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Buy from Amazon

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ADV Films presents
Andromeda 1.2 (2001)

Beka: What if they start shooting? How am I supposed to run in a dress?
Rommie: What kind of dinner parties have you been to?

- Lisa Ryder, Lexa Doig

Review By: Joel Cunningham   
Published: March 13, 2003

Stars: Kevin Sorbo
Other Stars: Kevin Sorbo, Lisa Ryder
Director: Keith Hamilton Cobb, Laura Bertram, Brent Stait, Gordon Michael Woolvett, Lexa Doig

Manufacturer: MOFC
MPAA Rating: Not Rated for (sci-fi violence)
Run Time: Approx. 220 min.
Release Date: September 10, 2002
UPC: 702727032721
Genre: television


Style
Grade
Substance
Grade
Image Transfer
Grade
Audio Transfer
Grade
Extras
Grade
B CA-B B+

DVD Review

Volume Two of Andromeda picks up where the first left off. That's not to imply that the plot is on-going—at least in these first installments, the show is fairly episodic and self-contained. Rather, the pattern of rehashing old sci-fi plots continues. Strong premises lead to ho-hum, predictable conclusions, dialogue is, more often than not, stilted and awkward, and the series as a whole is rather unfocused.

I still feel that the strongest element of the series is the cast of characters, a ragtag bunch that sets the show apart from other Roddenberry creations. I continue to find amusement in the actions of sentient ship Rommie and the dim-witted purple Trance, and there is a nice dynamic between those two and the wisecracking, likeable Harper (the Chandler Bing of Andromeda). I even find myself warming to Kevin Sorbo as Captain Dylan Hunt, who commands with a kind heart, an even temper, and a powerful space mullet (seriously, do they not have SuperCuts in the future?).

If the characters continue to develop, I'll be able to forgive the mediocre writing. Hopefully, though, the series will work harder to establish continuity and take advantage of the "reconstruction of the Commonwealth" story arc. This two-disc set includes episodes 6-10 of the series' introductory season.

Disc One:

Episode 6: Angel Dark, Demon Bright
Originally aired 11.06.2000

"Daddy always said, never mess with time travel."
-Beka

Time travel is a well-worn sci-fi concept (heck, this is the second time it has popped up on this show already), but it is hard to complain when it's done this well. Trance tries to learn to use the slipstream drive and ends up transporting the Andromeda back in time 300 years. Dylan is faced with a decision—does he change the past, and stop the Nietzchian invasion before it can begin, saving civilization but possibly ending the lives of his new friends? Or have any actions he might take already been predetermined, meaning he can only sit back and watch history repeat itself? This one has a nice twist (though one that is fairly predictable about halfway through), but its real strengths are the character moments, particularly between Dylan and his friends from the past, and Rommie's frustrations with being a warship that can't go to war.

If the show can hit these levels consistently, I'll enjoy reviewing it very much indeed. This one earns 4.5 Andromedas out of 5.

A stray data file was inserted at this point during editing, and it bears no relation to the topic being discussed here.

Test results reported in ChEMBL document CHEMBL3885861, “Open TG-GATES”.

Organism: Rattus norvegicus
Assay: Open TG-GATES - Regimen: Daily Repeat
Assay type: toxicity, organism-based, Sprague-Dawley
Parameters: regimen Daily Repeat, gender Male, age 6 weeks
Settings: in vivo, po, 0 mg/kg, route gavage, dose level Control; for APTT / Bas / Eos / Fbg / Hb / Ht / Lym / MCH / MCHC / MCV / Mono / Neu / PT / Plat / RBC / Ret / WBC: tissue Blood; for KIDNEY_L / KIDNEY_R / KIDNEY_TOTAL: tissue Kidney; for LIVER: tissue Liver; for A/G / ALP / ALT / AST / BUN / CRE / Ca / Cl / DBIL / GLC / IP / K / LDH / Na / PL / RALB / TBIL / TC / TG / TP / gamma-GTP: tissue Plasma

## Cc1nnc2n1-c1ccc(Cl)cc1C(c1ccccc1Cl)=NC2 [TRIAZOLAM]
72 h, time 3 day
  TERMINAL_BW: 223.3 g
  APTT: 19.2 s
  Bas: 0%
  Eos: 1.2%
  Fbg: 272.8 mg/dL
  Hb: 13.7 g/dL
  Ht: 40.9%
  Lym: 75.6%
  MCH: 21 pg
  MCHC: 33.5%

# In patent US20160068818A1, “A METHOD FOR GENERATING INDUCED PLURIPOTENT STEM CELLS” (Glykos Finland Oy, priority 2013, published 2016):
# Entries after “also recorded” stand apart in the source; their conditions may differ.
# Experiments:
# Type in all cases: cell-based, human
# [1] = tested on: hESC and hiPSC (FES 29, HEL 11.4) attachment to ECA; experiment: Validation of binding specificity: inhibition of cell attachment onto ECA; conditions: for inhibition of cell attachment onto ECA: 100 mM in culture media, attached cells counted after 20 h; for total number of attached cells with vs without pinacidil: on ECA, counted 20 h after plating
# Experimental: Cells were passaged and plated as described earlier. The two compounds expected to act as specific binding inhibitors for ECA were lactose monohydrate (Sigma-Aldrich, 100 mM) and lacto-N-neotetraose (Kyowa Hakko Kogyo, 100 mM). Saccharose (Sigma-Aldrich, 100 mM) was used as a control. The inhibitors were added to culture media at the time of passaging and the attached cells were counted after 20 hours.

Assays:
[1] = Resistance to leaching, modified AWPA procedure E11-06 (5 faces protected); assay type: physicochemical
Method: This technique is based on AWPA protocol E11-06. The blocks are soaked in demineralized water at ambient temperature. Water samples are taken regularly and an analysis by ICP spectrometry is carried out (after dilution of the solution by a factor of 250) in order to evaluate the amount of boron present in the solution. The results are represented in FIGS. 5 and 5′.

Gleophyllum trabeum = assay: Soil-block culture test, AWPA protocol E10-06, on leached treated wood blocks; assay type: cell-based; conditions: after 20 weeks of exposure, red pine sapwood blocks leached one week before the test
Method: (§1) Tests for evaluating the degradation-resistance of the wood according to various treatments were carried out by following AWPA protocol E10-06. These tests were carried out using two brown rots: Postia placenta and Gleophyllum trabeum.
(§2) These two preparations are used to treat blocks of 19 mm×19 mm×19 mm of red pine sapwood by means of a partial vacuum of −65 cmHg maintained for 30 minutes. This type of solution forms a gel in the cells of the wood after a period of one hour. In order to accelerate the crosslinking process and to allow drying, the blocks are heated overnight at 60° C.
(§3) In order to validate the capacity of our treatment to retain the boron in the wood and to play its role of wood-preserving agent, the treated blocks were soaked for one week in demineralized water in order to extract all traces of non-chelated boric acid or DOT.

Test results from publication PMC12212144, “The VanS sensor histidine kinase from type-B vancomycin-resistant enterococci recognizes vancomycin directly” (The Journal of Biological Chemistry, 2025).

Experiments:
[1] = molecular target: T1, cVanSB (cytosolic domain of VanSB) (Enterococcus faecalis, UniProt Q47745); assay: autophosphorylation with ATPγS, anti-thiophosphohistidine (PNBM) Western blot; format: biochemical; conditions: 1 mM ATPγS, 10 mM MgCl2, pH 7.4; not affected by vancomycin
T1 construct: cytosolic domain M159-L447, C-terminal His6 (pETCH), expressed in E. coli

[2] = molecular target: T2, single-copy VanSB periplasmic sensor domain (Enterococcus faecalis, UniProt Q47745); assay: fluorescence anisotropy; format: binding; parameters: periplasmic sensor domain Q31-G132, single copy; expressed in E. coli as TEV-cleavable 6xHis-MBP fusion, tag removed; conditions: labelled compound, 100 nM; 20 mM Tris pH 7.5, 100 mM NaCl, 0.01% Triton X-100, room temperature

Episode 7: The Ties that Blind
Originally aired 11.13.2000

"He's my brother, he's my problem." -Beka

Beka's brother Rafe (Cameron Daddo) is picked up by the Andromea. Beka labels him a troublemaker, but he claims he has reformed, and is now living the monastic life. His cover turns out to be a cover for an even bigger scam, one that will mean trouble for the Andromeda when it becomes the target of terrorists. This is a decently plotted little episode, but quite routine throughout, with the standard twists, turns, and deceptions, and few surprises. It's all a bit uninvolving, really. At this point, I never really believed Beka was ready to kill her brother, nor did I care. A story like this needs to come along later in the life of a series, or has to be much better done.

2.5 Andromedas.




Episode 8: The Banks of the Lethe
Originally aired 11.20.2000

"We had our time." -Sara Riley (Sam Sorbo)

Oh, Andromeda, what happened to you? You do a nice time travel episode like Angel Dark, Demon Bright, then you immediately return to the well with this schmaltzy retread, substituting the paradoxes and ethical dilemmas of that episode for bland "love conquers all" sermonizing (and really, three episodes so far involve Dylan making contact with his past, and we're only a third of the way through the first season!). Anyway. Dylan receives a transmission through time from his one true love, Sara (played by Sorbo's real life wife Sam, who clearly was cast for reasons not having to do with her wooden acting), who is orbiting the Andromeda of the past, attempting to pull it from the black hole that has trapped it in time. The crew is unconcerned about the fact that they have no idea why the message was able to pass through time; they immediately decide to try to send back Dylan himself. They plan to use Harper's new, transporter-esque invention, also unconcerned that it wasn't able to transport fruit without it exploding. Sigh. Emphasis is placed on the greatest love of all between Dylan and Sara (there is even a sci-fi "meet cute" à la Han and Leia). Pushed to the side is the story of the first planet joining the Commonwealth, the reestablishment of which is theoretically the premise of the series.

2 Andromedas.




Disc Two:

Episode 9: A Rose in the Ashes
Originally aired 11.27.2000

"The truest measure of a society is how it treats its elderly, its pets, and its prisoners." -Keeper of the Way Vision of Faith VII, C.Y. 9891